Bird Database

Hairy Woodpecker

(Dryobates villosus)

State of the Birds
At a Glance







Predation, Collisions

Conservation Actions

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Hairy Woodpecker

(Dryobates villosus)

A common question from beginning birders is how to distinguish our two common small woodpeckers, the Hairy and the Downy. Both are extremely similar in plumage, habitat, and behavior, leaving size and vocalizations as the most reliable means. The Hairy weighs twice as much as the Downy, but visually it is only about a quarter larger, and size can be tricky if there is no comparison. That said, Downies often just “look tiny,” while Hairys give an impression of being more elongate. Luckily, along with being larger, the Hairy also has a proportionally longer bill, and with a little practice this is a reliable field mark. If you mentally fold the bill back against the bird’s head and it projects behind the eye you have a Hairy, while the dainty bill of the Downy will not reach the eye. Hairy’s also have completely white outer tail feathers if you get a good look, while those of Downies have a few black markings.

Both species make a single note call, but these can be harder to tell apart (and sometimes overlap), but their other common calls are distinctive. The Hairy’s rattle call continues on the same pitch, while the Downy’s descends (“Downies go down”), and Hairys also have a more variable “wicka wicka wicka” call. And then there’s drumming, the rapid beating of the bill against a trunk that’s used for territorial defense and mate attraction. The drummingg of a Hairy Woodpecker is faster than that of the Downy, although it takes some practice to learn the difference.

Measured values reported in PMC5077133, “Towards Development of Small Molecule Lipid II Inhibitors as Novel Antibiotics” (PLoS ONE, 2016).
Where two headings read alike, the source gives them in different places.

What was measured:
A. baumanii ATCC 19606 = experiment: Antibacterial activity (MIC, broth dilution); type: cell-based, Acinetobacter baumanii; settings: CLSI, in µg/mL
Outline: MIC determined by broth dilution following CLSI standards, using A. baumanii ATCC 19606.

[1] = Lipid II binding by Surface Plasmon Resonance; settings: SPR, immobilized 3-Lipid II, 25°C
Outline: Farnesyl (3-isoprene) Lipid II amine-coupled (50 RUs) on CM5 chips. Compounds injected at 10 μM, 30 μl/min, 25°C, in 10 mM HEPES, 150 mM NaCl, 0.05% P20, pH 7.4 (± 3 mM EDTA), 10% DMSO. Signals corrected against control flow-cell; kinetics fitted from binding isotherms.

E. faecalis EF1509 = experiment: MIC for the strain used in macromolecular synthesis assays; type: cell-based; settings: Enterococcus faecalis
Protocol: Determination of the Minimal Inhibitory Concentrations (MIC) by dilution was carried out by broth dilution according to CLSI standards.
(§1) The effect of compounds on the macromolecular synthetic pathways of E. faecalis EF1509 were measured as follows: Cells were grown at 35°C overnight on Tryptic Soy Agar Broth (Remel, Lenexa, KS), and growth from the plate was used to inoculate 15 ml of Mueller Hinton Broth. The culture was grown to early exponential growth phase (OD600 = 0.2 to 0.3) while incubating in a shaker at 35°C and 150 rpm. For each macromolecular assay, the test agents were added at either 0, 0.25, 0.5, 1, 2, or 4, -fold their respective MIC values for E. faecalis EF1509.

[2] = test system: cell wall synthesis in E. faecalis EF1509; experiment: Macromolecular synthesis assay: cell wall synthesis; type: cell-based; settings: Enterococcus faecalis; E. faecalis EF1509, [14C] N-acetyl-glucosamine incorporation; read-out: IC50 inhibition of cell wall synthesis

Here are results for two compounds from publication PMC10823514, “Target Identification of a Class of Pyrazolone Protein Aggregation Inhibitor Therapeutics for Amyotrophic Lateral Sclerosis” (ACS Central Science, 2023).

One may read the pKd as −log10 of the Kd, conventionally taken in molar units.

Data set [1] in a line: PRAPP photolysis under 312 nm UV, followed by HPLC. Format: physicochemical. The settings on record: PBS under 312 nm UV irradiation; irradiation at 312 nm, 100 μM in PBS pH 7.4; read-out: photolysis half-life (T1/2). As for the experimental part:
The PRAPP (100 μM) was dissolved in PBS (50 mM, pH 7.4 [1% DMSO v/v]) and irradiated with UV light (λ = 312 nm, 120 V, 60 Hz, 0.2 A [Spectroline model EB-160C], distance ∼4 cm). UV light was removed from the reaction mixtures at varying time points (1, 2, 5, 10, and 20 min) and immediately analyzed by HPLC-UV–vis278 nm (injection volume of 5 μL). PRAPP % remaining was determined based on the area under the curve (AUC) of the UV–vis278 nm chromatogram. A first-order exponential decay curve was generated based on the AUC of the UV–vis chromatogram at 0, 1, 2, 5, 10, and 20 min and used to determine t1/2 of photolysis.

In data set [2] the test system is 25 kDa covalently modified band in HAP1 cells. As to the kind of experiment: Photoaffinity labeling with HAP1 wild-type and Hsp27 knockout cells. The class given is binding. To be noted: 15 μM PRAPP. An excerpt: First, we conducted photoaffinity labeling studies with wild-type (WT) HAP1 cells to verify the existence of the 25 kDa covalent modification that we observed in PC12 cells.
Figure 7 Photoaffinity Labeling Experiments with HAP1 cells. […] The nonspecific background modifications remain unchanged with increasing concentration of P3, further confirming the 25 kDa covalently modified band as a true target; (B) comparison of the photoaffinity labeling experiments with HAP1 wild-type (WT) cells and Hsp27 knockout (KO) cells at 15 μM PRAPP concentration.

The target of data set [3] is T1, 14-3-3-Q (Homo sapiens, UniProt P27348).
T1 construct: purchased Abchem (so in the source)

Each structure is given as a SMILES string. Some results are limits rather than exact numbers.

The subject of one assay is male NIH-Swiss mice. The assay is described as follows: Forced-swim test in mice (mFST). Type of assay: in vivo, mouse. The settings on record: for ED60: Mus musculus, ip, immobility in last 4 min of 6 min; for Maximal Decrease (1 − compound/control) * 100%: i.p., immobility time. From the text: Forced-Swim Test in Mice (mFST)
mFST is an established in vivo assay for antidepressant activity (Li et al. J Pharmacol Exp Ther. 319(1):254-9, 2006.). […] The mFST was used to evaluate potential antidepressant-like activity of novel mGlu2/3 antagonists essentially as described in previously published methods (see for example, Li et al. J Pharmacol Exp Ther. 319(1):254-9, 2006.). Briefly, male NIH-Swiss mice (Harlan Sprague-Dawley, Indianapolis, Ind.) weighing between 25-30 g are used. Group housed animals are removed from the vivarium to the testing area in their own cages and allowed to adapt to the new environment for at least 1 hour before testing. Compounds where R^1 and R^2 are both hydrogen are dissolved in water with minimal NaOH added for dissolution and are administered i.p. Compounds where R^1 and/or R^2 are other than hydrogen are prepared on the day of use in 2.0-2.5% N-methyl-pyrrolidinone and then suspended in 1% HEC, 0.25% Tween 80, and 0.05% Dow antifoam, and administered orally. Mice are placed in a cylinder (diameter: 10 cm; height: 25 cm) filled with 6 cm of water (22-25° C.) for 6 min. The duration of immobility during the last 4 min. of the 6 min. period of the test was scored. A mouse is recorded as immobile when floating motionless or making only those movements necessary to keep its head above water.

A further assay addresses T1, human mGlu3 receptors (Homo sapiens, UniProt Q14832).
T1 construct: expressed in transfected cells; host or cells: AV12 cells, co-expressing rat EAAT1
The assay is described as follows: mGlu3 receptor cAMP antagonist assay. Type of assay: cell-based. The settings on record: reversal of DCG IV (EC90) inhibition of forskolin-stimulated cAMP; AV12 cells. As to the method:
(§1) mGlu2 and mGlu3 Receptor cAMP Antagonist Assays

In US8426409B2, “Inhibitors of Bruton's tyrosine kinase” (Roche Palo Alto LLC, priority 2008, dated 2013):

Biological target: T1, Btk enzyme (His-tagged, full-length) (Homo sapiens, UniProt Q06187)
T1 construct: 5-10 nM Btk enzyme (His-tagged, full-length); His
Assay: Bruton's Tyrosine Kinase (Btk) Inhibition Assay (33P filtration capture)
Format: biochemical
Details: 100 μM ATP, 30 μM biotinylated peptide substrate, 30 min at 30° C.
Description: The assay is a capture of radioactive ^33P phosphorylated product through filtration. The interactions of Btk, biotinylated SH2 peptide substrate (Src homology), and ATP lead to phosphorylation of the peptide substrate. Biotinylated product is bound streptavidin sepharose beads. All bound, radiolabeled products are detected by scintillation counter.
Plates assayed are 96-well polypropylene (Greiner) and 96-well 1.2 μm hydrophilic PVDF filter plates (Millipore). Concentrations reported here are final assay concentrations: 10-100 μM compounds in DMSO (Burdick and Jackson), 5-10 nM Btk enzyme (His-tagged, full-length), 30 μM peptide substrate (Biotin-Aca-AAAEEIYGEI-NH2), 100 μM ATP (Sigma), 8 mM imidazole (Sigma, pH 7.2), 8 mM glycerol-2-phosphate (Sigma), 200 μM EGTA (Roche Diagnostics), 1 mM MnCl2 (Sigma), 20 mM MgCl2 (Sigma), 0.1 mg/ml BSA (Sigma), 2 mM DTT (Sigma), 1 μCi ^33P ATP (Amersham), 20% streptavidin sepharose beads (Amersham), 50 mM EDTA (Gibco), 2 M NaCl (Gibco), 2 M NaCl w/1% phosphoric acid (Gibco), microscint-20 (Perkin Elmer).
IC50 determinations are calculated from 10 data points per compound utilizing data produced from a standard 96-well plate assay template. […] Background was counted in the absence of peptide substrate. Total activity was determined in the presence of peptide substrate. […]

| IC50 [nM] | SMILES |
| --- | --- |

Identification issues aside, the Hairy Woodpecker can be found statewide in any habitat that has trees, from city parks to high elevations in the White Mountains. They start contemplating nesting in mid-winter, with males beginning to drum in January as the days lengthen, and various courtship behaviors shortly thereafter. Despite this early surge, nest excavation doesn’t begin in earnest until April, with eggs laid within a month. The young get increasingly noisy as they age, and Hairy Woodpecker nests can literally be heard as you walk nearby.

Seasonal Abundance

Relative abundance based on eBird data. Numbers indicate likelihood of finding this species in suitable habitat at a given time of year, not actual numbers encountered.

Hairy Woodpecker
Range Map

Information for the species profiles on this website was compiled from a combination of the sources listed below.

  • The Birds of New Hampshire. By Allan R. Keith and Robert B. Fox. 2013. Memoirs of the Nuttall Ornithological club No. 19.

  • Atlas of the Breeding Birds of New Hampshire. Carol R. Foss, ed. 1994. Arcadia Publishing Company and Audubon Society of New Hampshire

  • Birds of the World. Various authors and dates. Cornell Laboratory of Ornithology.

  • Data from the Breeding Bird Survey

  • Data from the Christmas Bird Count